In this Lied, experts in Bohemian-Moravian folklore have found a characteristic example of how the folklore of Mahler’s native country influenced his work. The main motif, a baroque ornament known as a grupetto, is also a bohemian melisma omnipresent in the works of Dvorak and Janacek. In the Lied in question, it is repeated no less than 23 times. To explain the alternation of fast and slow tempo, the following psychological reason has been suggested: the Gesell is running away to forget his unfaithful beloved. However, from time to time, he is overcome with sad thoughts that suddenly stop him in his tracks. The last stanza, where most of the early rapid interpolations have disappeared, is where he reaches the height of his sorrow.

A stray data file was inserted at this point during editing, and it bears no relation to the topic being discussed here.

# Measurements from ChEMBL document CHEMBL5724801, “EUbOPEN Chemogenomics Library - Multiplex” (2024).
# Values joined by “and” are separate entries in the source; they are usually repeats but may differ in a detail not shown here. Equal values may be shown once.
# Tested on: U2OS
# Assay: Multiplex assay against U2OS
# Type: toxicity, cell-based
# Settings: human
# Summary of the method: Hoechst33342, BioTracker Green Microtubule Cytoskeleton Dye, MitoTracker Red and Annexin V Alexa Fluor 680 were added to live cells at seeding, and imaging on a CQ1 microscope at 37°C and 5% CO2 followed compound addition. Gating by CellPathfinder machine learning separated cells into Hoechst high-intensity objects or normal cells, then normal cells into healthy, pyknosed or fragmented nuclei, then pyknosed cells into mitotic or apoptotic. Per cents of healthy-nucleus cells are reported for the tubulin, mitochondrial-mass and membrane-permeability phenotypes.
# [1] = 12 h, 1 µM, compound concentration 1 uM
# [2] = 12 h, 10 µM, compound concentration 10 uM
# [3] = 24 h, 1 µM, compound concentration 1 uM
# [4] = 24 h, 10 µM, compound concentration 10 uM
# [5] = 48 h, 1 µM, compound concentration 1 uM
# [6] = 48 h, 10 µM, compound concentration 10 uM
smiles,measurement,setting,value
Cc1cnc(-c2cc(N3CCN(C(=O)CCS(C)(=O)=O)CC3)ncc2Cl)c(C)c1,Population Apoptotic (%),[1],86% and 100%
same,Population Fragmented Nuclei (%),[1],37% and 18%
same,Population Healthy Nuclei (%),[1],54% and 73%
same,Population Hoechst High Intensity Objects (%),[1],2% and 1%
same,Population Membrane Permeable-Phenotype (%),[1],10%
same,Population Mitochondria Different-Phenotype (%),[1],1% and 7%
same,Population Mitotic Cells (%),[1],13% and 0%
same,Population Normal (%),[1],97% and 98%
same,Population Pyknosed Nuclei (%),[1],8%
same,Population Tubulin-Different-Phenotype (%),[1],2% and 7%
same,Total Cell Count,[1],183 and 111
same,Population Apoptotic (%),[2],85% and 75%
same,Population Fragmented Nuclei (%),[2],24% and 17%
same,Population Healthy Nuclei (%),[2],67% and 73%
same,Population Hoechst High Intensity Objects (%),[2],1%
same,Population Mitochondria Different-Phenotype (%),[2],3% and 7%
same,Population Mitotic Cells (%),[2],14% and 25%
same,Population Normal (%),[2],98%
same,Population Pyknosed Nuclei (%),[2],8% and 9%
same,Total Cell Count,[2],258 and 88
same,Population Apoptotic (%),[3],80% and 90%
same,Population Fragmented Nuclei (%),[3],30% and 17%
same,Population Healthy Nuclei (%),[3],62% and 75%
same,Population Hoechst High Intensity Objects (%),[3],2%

This Lied would provide the initial movement of the First Symphony with its melodic substance. The “happy” nostalgic grupetto reminder from the previous song deserves particular attention (on “Guten Tag”).
Mahler’s codas remain extremely inventive and
poetic miracles, but this one surpasses many others and provides us with proof
of the twenty-four-year-old musician’s compositional mastery. As if in a state of distress,
the fahrender Gesell did not even have the strength to finish his song,
the vocal line stopping before reaching the tonic.